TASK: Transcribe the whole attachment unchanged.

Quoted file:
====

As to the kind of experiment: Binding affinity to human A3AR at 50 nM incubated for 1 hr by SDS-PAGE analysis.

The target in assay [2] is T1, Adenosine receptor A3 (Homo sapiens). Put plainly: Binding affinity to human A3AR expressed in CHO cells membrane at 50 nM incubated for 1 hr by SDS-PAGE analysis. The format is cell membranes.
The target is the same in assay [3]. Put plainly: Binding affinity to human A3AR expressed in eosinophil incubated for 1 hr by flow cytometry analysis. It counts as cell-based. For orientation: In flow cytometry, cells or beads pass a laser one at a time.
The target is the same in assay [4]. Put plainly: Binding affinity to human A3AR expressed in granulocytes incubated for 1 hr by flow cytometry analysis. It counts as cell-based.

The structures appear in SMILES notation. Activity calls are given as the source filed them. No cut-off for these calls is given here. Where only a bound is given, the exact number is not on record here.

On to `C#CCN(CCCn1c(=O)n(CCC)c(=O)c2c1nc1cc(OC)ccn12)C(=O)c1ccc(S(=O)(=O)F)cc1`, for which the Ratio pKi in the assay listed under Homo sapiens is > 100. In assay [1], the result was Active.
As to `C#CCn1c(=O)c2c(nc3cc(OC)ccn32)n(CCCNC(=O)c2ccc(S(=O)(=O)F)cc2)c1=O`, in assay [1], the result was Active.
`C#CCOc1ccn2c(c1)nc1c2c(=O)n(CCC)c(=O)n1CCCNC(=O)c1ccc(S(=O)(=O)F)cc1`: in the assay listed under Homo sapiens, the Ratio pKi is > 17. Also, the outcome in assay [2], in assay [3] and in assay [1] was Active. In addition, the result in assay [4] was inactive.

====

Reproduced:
As to the kind of experiment: Binding affinity to human A3AR at 50 nM incubated for 1 hr by SDS-PAGE analysis.

The target in assay [2] is T1, Adenosine receptor A3 (Homo sapiens). Put plainly: Binding affinity to human A3AR expressed in CHO cells membrane at 50 nM incubated for 1 hr by SDS-PAGE analysis. The format is cell membranes.
The target is the same in assay [3]. Put plainly: Binding affinity to human A3AR expressed in eosinophil incubated for 1 hr by flow cytometry analysis. It counts as cell-based. For orientation: In flow cytometry, cells or beads pass a laser one at a time.
The target is the same in assay [4]. Put plainly: Binding affinity to human A3AR expressed in granulocytes incubated for 1 hr by flow cytometry analysis. It counts as cell-based.

The structures appear in SMILES notation. Activity calls are given as the source filed them. No cut-off for these calls is given here. Where only a bound is given, the exact number is not on record here.

On to `C#CCN(CCCn1c(=O)n(CCC)c(=O)c2c1nc1cc(OC)ccn12)C(=O)c1ccc(S(=O)(=O)F)cc1`, for which the Ratio pKi in the assay listed under Homo sapiens is > 100. In assay [1], the result was Active.
As to `C#CCn1c(=O)c2c(nc3cc(OC)ccn32)n(CCCNC(=O)c2ccc(S(=O)(=O)F)cc2)c1=O`, in assay [1], the result was Active.
`C#CCOc1ccn2c(c1)nc1c2c(=O)n(CCC)c(=O)n1CCCNC(=O)c1ccc(S(=O)(=O)F)cc1`: in the assay listed under Homo sapiens, the Ratio pKi is > 17. Also, the outcome in assay [2], in assay [3] and in assay [1] was Active. In addition, the result in assay [4] was inactive.